Background

Duke Ellington playing a game of in LaVilla while on tour in 1955. (Library of Congress)

“There will be a day sometime in the near future when this guide will not have to be published. That is when we as a race will have equal rights and privileges in the United States.” - Victor Green

First published in 1936 by Green, the “Negro Motorist Green Book” became the bible of Black travel during Jim Crow. For years, outside of the Black community, little was known about the Green Book, which was a compilation of accommodations, gas stations, restaurants and other businesses for people of color attempting to travel free of racial humiliation, discrimination and violence.

The majority of “Green Book” sites around the country have been destroyed already, making the preservation of the little that remains, more important than ever. Thanks to the New York Public Library’s Schomburg Center for Research in Black Culture, 21 issues of the Green Book, dating between 1937 to 1967 are digitized online. Of the Jacksonville sites, four remain standing. The Fiesta Hotel in Durkeeville, a former Odd Fellows Masonic Lodge building that housed the Sunrise Restaurant in the Black Bottom, and the Richmond and Wynn Hotels (listed as Hotel Sanders) in LaVilla.

Fiesta Motel

1251 Kings Road

The Fiesta Motel was a motel for Black travelers when it opened in 1961 with 26 air conditioned rooms, each with television and telephone. The old motel is now the 1251 Efficiency Apartments at 1251 Kings Road.

A 1968 postcard of the Fiesta Motel. (Library of Congress)

Hotel Sanders

636 West Ashley Street

Originally built across the street from 19th-century madam Cora Crane’s Hotel de Dream, this three story structure housed a variety of businesses during the ragtime, jazz and blues age of the early 20th century. In 1913, it housed a restaurant owned by M. Kinsey Bellamy. In 1931, the Wynn Hotel opened in the building’s upper floors, while a jazz club called the Lenape Tavern and Bar opened on the first floor.

Operated by Jack D. Wynn, the hotel became a favorite spot of Louis Armstrong when visiting LaVilla. Wynn’s son, David Ruben Wynn, is a noted local artist who had his work exhibited at the Center of International Culture in Paris, France in 1975. In addition to Armstrong, others who performed at the Lenape include Dizzie Gillespie, Billie Holiday and Ray Charles, who briefly lived at 633 West Church Street. It was identified as Hotel Sanders in the Green Book.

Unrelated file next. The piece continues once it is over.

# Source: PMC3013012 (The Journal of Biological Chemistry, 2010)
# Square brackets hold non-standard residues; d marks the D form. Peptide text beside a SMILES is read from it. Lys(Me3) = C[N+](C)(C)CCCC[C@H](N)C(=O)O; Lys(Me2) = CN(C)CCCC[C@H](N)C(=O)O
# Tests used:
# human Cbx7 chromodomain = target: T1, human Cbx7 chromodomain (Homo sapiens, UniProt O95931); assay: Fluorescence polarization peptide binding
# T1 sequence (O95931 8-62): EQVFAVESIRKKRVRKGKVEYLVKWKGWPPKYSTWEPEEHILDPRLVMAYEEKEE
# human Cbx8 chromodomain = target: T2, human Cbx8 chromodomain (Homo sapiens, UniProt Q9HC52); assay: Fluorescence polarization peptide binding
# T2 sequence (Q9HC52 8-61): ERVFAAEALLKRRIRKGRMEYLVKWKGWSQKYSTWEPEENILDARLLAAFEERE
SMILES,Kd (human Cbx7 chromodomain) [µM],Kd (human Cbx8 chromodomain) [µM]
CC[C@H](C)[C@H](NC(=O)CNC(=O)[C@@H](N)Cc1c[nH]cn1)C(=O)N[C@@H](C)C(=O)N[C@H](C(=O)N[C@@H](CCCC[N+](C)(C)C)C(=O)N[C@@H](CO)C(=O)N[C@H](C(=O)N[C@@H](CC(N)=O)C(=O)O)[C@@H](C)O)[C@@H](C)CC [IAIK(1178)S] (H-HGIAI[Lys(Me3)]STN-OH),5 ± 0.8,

Richmond Hotel

422 Broad Street

Built in 1909, the Richmond Hotel was once one of the finest hotels in Downtown Jacksonville for African-Americans during the Jim Crow era. Featuring 48 upper floor rooms and a 65 seat restaurant, its famed guests included Duke Ellington, Cab Calloway, Ella Fitzgerald, and Billie Holiday. The Richmond closed for good in the early 1970s, following desegregation. Today, its street level retail spaces are occupied by Delo Studios, an art gallery, meeting and event space. However, the building’s former hotel rooms have largely sat empty and untouched over the past five decades.

The Richmond Hotel in 1942. (Courtesy of the Crisis Magazine)

Sunrise Restaurant

827-29 Pearl Street

The Sunrise Restaurant was located inside George D. Wood’s Independent Furniture Company store at the intersection of State and Pearl Streets in the Black Bottom. Wood was the president of the Mount Olive Cemetery Association and owner of the furniture store and the Durkeeville Apartments. The storefront was located on the ground floor of the Fraternal Order of Odd Fellows Hall.

According to James Weldon Johnson, the Odd Fellows lodges were made up of white collar workers while the local Masonic lodges recruited largely from stevedores, hod carriers, and lumber mill and brickyard hands. Located at the southeast corner of State and Cedar (now Pearl) streets, the Odd Fellows Hall was designed as a three level building with retail on the ground floor.

Built right after the Great Fire of 1901, this is where the Cookman Institute held its graduation ceremony in 1907. A young A. Philip Randolph, the class valedictorian, gave a speech he called “The Man of the Hour.” Randolph would later organize the Brotherhood of Sleeping Car Porters, the first predominantly African-American labor union and the March on Washington in 1963.

In March 1912, Booker T. Washington, co-founder of the National Negro Business League and key proponent of African-American businesses, visited Jacksonville as a part of his Florida tour. Here, he attended a banquet held for him after arriving in town by special train. In later years, Zora Neale Hurston also performed at the Fraternal Order of Odd Fellows.

Article by Ennis Davis, AICP. Contact Ennis at edavis@moderncities.com